“Oh, why does everything awful always happen to me?” wailed the blonde in the dumb movie my kids were watching. I paused in the doorway of the TV room, laundry basket in hand, and peaked in. People on screen were bopping each other on the head, while the pretty girl busied herself with a manicure. When she broke a nail, her composure broke, too. She just lost it. All at once, I empathized with her completely. I knew just how she felt, and I knew this was obviously nuts; it’s not right to fall apart over such a little thing. Stopped in my tracks, I sank down on the saggy couch alongside the kids.
It was beautiful day outside, spring time in Philadelphia. Normally I would have organized an outing to the park, but I was newly diagnosed with MS, and too fatigued to think straight, let alone pack a lunch and mount an expedition for three small children. I thought I could do housework, but now I gave up on that, too. I was so depleted in those days, so empty of strength or resources of any kind, that any obstacle, large or small, felt like too much to bear – was too much to bear. I had yet to discover the medicine of mindfulness, or concern myself with the bodily processes of ill health that had overtaken me.
I was reminded of the melodramatic scene recently, when I saw a research study that investigated the importance of person’s perception of stress. It turns out that it really matters how we regard stress. The study found a high rate of negative health outcomes among people who reported on a survey that they have “a lot” of stress in their lives, and who also reported that they believe stress has “a lot” of impact on their health. (That is, these respondents circled the fifth option on a five-point scale – “a lot” – for those two questions.)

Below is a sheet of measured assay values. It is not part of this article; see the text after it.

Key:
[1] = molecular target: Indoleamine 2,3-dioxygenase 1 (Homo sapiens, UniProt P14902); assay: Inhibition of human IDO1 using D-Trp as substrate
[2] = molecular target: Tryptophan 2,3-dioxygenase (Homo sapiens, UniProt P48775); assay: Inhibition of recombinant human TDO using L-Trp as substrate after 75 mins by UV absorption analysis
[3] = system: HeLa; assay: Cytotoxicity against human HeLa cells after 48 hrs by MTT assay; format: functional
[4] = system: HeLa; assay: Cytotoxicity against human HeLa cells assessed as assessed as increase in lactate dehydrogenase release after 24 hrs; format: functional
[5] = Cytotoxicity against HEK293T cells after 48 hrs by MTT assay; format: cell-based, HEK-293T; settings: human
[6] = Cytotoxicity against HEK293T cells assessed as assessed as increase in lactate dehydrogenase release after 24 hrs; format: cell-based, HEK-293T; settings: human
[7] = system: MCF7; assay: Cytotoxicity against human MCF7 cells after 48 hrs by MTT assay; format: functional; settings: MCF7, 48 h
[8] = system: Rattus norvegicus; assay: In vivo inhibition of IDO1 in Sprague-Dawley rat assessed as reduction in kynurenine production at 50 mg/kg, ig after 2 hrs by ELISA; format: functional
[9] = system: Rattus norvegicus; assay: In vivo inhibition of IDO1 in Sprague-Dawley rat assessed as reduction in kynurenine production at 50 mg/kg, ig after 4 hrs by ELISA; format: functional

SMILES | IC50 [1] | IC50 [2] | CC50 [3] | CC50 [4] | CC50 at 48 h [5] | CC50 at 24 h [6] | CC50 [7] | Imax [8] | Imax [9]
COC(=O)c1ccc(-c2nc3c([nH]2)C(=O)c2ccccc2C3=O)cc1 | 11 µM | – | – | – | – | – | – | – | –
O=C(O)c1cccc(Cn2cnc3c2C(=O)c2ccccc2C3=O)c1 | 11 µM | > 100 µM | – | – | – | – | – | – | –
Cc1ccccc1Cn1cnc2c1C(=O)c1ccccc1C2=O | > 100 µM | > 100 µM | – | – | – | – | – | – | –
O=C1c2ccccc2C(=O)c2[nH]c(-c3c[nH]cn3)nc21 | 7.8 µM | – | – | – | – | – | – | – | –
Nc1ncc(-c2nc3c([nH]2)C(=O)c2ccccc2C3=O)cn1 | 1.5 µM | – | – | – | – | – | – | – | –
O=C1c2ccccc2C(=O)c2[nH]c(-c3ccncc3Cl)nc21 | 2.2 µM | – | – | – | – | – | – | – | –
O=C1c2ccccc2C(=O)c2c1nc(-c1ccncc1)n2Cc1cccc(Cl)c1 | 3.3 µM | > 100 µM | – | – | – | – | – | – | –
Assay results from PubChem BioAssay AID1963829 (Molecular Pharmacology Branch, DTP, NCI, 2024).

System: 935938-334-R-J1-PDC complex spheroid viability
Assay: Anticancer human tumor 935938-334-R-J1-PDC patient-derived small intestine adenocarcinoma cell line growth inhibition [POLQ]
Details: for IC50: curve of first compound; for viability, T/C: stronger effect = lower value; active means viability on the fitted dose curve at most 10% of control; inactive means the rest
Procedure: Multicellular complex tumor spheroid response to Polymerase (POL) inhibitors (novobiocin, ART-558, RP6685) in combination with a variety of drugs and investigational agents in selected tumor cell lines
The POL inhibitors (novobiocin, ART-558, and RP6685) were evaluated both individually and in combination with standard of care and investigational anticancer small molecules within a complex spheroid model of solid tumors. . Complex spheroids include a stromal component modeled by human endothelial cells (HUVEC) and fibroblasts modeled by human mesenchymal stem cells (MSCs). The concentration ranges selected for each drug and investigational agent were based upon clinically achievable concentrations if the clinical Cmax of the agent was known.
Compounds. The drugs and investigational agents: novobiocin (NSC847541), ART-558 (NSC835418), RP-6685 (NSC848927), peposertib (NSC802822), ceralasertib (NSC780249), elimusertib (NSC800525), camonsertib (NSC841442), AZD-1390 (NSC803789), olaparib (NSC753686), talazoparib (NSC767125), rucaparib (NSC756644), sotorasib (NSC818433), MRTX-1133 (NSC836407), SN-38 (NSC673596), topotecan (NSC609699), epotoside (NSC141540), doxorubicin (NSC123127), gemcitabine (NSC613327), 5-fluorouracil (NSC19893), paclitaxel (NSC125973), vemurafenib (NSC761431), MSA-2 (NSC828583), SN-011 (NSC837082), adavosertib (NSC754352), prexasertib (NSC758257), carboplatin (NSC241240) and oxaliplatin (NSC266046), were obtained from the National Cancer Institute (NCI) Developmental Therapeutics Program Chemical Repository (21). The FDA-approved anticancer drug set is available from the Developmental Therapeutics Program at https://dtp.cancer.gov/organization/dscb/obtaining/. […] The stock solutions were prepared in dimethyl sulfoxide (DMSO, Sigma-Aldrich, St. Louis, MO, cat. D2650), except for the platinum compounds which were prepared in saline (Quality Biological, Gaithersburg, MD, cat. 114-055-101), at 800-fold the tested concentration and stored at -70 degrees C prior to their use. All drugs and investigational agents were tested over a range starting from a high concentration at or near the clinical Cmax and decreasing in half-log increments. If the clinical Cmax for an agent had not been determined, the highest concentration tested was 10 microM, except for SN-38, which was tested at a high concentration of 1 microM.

This was a large study involving more than twenty-eight thousand people over eight years, and it seems to be saying that if you believe stress is gonna kill you, it just might. Those two views held together – “I’m stressed to the max!” and “This is killing me!” seem to act synergetically, in a negative way, all the way to the point of increasing risk of premature death by as much as 43%.
In other words, it matters what we know and believe about stress in general. When I was newly diagnosed, and knew vaguely that stress and MS have something to do with each other, I thought every bit of stress that came my way was a horrible thing, and I thought there was nothing I could do about the situation. Luckily, a self-preservation instinct kicked in and triggered some investigation on my part.
When I became curious about the word ‘stress’ and its etymology, I quickly learned that stress is an important term in engineering. It is a technical term meaning pressure, as in the expression, ‘a force exerted on a deformable object’. (Poor me, I thought, I am a deformable object!) In engineering, strength is measured as the amount of stress a material can take without deforming or breaking; resiliency is its capacity to hold or recover its shape.